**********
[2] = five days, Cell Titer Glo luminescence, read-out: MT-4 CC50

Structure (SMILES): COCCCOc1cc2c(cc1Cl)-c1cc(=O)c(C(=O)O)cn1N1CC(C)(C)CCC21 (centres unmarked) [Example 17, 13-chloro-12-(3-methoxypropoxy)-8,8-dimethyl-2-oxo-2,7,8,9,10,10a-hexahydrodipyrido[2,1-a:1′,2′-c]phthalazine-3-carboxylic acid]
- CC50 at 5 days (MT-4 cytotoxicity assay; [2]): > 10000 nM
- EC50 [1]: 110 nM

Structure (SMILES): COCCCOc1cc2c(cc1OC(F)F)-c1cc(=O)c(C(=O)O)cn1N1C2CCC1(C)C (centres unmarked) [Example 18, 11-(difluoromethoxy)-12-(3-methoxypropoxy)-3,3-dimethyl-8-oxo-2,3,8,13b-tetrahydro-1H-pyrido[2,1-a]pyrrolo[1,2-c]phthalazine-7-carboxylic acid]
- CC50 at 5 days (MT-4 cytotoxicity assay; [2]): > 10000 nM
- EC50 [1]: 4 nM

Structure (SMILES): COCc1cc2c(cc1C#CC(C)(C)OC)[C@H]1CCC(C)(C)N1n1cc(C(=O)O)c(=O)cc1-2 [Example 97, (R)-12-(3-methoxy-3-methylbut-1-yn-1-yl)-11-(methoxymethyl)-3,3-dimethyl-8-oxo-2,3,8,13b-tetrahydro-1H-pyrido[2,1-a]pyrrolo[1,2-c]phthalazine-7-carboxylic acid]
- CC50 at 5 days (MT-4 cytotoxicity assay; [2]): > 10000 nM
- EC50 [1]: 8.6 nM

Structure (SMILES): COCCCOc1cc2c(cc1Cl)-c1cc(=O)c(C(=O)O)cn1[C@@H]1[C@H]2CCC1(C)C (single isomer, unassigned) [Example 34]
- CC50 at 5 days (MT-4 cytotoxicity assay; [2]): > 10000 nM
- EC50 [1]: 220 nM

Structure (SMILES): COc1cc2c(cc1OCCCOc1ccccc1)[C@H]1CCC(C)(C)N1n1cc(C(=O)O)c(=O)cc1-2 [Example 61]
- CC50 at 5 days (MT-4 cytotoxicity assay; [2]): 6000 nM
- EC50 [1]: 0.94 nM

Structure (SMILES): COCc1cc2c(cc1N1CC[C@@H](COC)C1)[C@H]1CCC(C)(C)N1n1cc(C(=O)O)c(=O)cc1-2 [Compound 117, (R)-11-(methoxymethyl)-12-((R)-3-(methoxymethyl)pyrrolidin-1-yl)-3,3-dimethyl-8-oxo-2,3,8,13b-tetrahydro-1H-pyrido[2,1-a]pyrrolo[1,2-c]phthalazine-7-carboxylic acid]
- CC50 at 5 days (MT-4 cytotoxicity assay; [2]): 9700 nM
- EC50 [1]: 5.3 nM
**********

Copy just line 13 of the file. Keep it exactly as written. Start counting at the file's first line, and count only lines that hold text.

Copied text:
- EC50 [1]: 220 nM